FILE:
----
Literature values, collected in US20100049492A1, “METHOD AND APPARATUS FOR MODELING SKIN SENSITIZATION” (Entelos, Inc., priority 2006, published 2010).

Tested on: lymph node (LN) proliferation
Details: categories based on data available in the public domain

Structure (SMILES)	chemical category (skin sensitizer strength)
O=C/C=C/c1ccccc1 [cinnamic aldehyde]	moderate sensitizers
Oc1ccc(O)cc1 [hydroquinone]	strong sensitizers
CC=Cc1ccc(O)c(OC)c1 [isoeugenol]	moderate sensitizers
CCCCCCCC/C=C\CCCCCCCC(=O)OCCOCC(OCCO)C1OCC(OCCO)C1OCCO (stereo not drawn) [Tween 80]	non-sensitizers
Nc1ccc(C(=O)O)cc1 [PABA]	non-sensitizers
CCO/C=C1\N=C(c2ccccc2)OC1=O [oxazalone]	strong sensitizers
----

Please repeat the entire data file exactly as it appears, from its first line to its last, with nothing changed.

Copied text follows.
Literature values, collected in US20100049492A1, “METHOD AND APPARATUS FOR MODELING SKIN SENSITIZATION” (Entelos, Inc., priority 2006, published 2010).

Tested on: lymph node (LN) proliferation
Details: categories based on data available in the public domain

Structure (SMILES)	chemical category (skin sensitizer strength)
O=C/C=C/c1ccccc1 [cinnamic aldehyde]	moderate sensitizers
Oc1ccc(O)cc1 [hydroquinone]	strong sensitizers
CC=Cc1ccc(O)c(OC)c1 [isoeugenol]	moderate sensitizers
CCCCCCCC/C=C\CCCCCCCC(=O)OCCOCC(OCCO)C1OCC(OCCO)C1OCCO (stereo not drawn) [Tween 80]	non-sensitizers
Nc1ccc(C(=O)O)cc1 [PABA]	non-sensitizers
CCO/C=C1\N=C(c2ccccc2)OC1=O [oxazalone]	strong sensitizers